Sylvia Mendez (born 1936) is an American civil rights activist of Mexican-Puerto Rican heritage.
At age eight, she played an instrumental role in the Mendez v. Westminster case, the landmark desegregation case of 1946. The case successfully ended de jure segregation in California. and paved the way for integration and the American civil rights movement.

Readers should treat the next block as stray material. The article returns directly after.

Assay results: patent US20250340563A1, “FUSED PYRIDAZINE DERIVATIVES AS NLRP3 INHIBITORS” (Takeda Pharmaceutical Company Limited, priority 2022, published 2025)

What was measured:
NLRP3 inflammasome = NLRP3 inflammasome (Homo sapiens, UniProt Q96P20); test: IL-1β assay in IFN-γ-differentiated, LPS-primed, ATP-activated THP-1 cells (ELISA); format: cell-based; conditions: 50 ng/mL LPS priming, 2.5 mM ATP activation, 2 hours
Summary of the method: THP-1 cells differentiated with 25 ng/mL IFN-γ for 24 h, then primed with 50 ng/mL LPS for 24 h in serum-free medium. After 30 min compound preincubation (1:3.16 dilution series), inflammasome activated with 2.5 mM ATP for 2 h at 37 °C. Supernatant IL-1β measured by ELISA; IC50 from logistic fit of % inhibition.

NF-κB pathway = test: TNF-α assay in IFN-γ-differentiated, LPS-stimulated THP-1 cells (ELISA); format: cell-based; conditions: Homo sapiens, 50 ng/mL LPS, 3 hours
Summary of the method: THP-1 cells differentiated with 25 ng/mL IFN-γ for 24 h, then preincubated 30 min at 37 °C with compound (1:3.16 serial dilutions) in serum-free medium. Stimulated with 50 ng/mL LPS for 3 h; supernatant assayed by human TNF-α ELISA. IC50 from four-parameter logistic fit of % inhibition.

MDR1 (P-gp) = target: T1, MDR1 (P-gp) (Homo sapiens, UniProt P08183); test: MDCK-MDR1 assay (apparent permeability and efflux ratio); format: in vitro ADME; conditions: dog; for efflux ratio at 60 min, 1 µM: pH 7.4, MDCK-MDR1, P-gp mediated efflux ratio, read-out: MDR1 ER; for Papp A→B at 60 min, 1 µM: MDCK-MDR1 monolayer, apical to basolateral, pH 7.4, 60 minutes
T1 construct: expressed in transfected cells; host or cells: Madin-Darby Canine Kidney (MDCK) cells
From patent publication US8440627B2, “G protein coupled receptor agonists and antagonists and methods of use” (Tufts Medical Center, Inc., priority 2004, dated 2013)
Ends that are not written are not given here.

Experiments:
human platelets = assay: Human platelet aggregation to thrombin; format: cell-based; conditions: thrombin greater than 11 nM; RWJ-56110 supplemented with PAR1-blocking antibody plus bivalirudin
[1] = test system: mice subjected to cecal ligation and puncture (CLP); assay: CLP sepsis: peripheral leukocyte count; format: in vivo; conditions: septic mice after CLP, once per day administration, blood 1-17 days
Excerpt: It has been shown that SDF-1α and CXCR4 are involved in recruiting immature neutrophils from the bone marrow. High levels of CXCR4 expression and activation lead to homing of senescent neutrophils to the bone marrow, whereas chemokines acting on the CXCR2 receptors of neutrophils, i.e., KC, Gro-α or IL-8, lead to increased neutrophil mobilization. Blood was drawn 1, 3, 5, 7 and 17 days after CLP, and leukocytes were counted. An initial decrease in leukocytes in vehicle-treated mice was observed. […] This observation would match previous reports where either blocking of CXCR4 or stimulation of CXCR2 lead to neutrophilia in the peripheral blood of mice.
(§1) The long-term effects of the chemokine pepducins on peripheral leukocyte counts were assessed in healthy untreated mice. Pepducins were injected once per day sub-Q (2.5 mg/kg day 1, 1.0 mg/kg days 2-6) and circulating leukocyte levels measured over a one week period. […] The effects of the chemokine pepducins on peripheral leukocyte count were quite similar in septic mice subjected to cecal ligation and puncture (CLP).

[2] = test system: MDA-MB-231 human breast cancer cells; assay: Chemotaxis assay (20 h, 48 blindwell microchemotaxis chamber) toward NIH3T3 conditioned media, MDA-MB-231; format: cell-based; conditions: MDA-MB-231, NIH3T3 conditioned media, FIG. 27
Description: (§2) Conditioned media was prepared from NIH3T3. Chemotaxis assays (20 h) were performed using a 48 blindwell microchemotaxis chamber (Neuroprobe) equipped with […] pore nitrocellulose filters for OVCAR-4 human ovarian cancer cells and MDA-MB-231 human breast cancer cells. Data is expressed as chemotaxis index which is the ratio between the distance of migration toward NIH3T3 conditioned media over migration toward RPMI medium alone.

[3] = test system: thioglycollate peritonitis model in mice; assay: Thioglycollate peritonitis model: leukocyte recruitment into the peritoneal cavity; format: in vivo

Mendez grew up during a time when most southern and southwestern schools were segregated. In the case of California, Hispanics were not allowed to attend schools that were designated for "Whites" only and were sent to the so-called "Mexican schools." Mendez was denied enrollment to a "Whites" only school, an event which prompted her parents to take action and together organized various sectors of the Hispanic community who filed a lawsuit in the local federal court. The success of their action, of which Sylvia was the principal catalyst, would eventually bring to an end the era of segregated education. She was awarded the Presidential Medal of Freedom, the United States' highest civilian honor, on February 15, 2011.